Government as a new policy direction in managing domestic violence perpetrators, under the proposed DAPOs, and described in cl.37 of the draft Bill. In fact, this is the approach that the Home Affairs Select Committee had recently approved in their October 2018 report on domestic abuse. The Committee report noted that expert witnesses to their inquiry had observed that " …the Domestic Violence Disclosure Scheme (“Clare’s Law”) was dependent on an individual asking about an offender’s history and recommended that the focus be
The importance of demand response as a means of flexibility has been widely recognised among stake- holders and policy makers in Europe, e.g. in the Energy Roadmap 2050 (“energy saving and manag- ing demand: a responsibility for all”), in the Internal Market Communication (“stronger demand response in distribution networks”) and in the Energy Effi- ciency Directive (“demand response is an important instrument for improving energy efficiency”). The gradual roll-out of smart meters at residential level and the deployment of smart grids are expected to provide the ‘hardware’ for demand response. Thus, how to engage consumers to participate in demand response is becoming a pressing issue.
Abstract—In digital signal processing, a shift-invariant filter can be represented as a polynomial expansion of a shift operation, that is, the Z-transform representation. When extended to Graph Signal Processing (GSP), this would mean that a shift-invariant graph filter can be represented as a polynomial of the shift matrix of the graph. Prior work shows that this holds under the shift-enabled condition that the characteristic and minimum polynomials of the shift matrix are identical. While the shift- enabled condition is often ignored in the literature, this letter shows that this condition is essential for the following reasons. First, we prove that this condition is not just sufficient but also necessary for any shift-invariant filter to be representable by the shift matrix. Moreover, we provide a counterexample showing that given a filter that commutes with a non-shift-enabled graph, it is generally impossible to convert the graph to a shift-enabled graph with a shift matrix still commuting with the original filter. The result provides a deeper understanding of shift-invariant filters when applied in GSP and shows that further investigation of shift-enabled graphs is needed to make them applicable to practical scenarios.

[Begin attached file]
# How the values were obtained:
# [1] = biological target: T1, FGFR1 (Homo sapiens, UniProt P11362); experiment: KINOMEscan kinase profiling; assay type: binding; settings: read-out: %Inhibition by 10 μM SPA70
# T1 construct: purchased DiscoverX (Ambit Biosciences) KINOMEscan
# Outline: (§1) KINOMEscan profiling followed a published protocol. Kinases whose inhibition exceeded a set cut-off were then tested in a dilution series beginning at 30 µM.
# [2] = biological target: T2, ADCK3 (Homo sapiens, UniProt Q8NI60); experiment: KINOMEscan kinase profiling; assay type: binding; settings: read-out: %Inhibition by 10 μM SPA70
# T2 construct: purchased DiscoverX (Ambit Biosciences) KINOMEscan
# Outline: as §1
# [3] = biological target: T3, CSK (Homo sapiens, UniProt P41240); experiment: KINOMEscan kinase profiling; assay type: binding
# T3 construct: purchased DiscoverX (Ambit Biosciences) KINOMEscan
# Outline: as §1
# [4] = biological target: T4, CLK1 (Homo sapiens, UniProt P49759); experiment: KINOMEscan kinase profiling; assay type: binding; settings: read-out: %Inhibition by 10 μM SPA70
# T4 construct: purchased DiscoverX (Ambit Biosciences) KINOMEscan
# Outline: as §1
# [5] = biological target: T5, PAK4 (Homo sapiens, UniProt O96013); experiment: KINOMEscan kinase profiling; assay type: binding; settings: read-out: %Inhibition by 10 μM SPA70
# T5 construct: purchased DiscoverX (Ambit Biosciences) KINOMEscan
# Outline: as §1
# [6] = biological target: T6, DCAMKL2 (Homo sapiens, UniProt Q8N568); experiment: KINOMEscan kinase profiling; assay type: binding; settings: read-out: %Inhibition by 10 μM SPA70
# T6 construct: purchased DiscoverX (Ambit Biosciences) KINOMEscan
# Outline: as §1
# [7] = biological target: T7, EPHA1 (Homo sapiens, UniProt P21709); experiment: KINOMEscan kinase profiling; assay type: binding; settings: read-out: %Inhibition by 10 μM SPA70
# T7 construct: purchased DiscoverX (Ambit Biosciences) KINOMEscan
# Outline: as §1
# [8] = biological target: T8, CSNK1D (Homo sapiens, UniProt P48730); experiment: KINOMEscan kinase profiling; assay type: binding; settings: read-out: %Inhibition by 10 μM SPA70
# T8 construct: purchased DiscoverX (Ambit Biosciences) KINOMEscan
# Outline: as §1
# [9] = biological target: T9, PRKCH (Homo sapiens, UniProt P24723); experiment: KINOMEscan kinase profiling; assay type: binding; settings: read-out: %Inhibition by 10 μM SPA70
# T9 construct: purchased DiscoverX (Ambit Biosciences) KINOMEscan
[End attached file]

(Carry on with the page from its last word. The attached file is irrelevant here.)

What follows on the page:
To gather this amount Discreet Charm Productions has decided to seek external capital investors. Discreet Charm Productions, as the managing partner in Sleep Shift, LLC, offers investors $1000.00 shares with returns linked to the economic performance of the film. Assuming a conservative scenario 2 an audience of more than one million viewers worldwide over the course of the ten-year commercial life of the film is expected. Projected revenue and profit are illustrated in the graph below. Studios and distributors are not required to publicly report a film’s financial performance, and will rarely release accurate returns on DVD rental and sales for public consumption. These projections are made assuming a limited theatrical release followed by DVD release four to six months after the end of the theatrical run.
Also consistent with the changed theoretical framework is the aloof attitude of the government with respect to wage formation. The government' s authority to interfere in wage formation was severely limited by the amendment of the Act on Wage Formation of 1986, while a ` normalization' of labor relations has emerged in the public sector. The price/incomes policy with regard to the professions has merely led to a temporary change of the economic system - from the early 1970s until the early 1990s - and has brought about only small effects. Other measures than a direct incomes or price policy seem more effective in the long run, such as an increase of the number of public notaries. This links on to the greater emphasis that policy makers put on the market principle. The rise and fall of the price/incomes policy for the professions seem to mirror the changed theoretical framework of the economic policy making, i.e., the gradual replacement of the ideology of an interventionist government in the 1970s with the ideology of a retreating government in the 1980s and 1990s.